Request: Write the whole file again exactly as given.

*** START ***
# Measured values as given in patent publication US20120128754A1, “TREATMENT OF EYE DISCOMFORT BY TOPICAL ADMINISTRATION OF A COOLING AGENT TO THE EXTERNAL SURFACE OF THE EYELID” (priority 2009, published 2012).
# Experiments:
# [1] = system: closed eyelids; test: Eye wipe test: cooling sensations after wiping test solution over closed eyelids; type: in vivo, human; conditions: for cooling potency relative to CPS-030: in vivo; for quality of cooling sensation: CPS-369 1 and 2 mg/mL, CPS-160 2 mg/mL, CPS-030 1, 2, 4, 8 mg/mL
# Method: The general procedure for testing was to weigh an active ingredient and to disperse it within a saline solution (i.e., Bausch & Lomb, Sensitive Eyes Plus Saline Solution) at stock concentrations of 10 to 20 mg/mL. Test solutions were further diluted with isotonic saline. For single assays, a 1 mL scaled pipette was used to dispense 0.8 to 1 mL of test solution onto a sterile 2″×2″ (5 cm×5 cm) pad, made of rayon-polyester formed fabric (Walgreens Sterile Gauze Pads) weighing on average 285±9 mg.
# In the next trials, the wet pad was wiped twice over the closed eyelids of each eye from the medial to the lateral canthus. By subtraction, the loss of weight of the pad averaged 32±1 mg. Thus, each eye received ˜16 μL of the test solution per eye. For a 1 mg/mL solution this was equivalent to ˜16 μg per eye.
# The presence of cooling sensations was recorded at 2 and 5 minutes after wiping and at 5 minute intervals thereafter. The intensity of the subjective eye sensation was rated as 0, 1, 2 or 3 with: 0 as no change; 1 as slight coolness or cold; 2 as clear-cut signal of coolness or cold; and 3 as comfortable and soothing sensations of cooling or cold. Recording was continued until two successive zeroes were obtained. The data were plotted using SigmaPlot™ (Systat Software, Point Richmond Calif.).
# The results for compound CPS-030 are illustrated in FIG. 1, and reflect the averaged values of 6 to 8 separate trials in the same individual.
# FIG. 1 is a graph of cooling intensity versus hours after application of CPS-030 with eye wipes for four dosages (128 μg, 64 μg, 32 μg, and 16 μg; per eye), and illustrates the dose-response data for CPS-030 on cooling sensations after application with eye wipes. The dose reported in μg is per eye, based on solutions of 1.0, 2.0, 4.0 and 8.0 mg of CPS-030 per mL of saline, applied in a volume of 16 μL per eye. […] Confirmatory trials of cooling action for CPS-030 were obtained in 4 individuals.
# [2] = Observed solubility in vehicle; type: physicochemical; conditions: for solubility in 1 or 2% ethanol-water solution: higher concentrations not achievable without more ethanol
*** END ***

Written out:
# Measured values as given in patent publication US20120128754A1, “TREATMENT OF EYE DISCOMFORT BY TOPICAL ADMINISTRATION OF A COOLING AGENT TO THE EXTERNAL SURFACE OF THE EYELID” (priority 2009, published 2012).
# Experiments:
# [1] = system: closed eyelids; test: Eye wipe test: cooling sensations after wiping test solution over closed eyelids; type: in vivo, human; conditions: for cooling potency relative to CPS-030: in vivo; for quality of cooling sensation: CPS-369 1 and 2 mg/mL, CPS-160 2 mg/mL, CPS-030 1, 2, 4, 8 mg/mL
# Method: The general procedure for testing was to weigh an active ingredient and to disperse it within a saline solution (i.e., Bausch & Lomb, Sensitive Eyes Plus Saline Solution) at stock concentrations of 10 to 20 mg/mL. Test solutions were further diluted with isotonic saline. For single assays, a 1 mL scaled pipette was used to dispense 0.8 to 1 mL of test solution onto a sterile 2″×2″ (5 cm×5 cm) pad, made of rayon-polyester formed fabric (Walgreens Sterile Gauze Pads) weighing on average 285±9 mg.
# In the next trials, the wet pad was wiped twice over the closed eyelids of each eye from the medial to the lateral canthus. By subtraction, the loss of weight of the pad averaged 32±1 mg. Thus, each eye received ˜16 μL of the test solution per eye. For a 1 mg/mL solution this was equivalent to ˜16 μg per eye.
# The presence of cooling sensations was recorded at 2 and 5 minutes after wiping and at 5 minute intervals thereafter. The intensity of the subjective eye sensation was rated as 0, 1, 2 or 3 with: 0 as no change; 1 as slight coolness or cold; 2 as clear-cut signal of coolness or cold; and 3 as comfortable and soothing sensations of cooling or cold. Recording was continued until two successive zeroes were obtained. The data were plotted using SigmaPlot™ (Systat Software, Point Richmond Calif.).
# The results for compound CPS-030 are illustrated in FIG. 1, and reflect the averaged values of 6 to 8 separate trials in the same individual.
# FIG. 1 is a graph of cooling intensity versus hours after application of CPS-030 with eye wipes for four dosages (128 μg, 64 μg, 32 μg, and 16 μg; per eye), and illustrates the dose-response data for CPS-030 on cooling sensations after application with eye wipes. The dose reported in μg is per eye, based on solutions of 1.0, 2.0, 4.0 and 8.0 mg of CPS-030 per mL of saline, applied in a volume of 16 μL per eye. […] Confirmatory trials of cooling action for CPS-030 were obtained in 4 individuals.
# [2] = Observed solubility in vehicle; type: physicochemical; conditions: for solubility in 1 or 2% ethanol-water solution: higher concentrations not achievable without more ethanol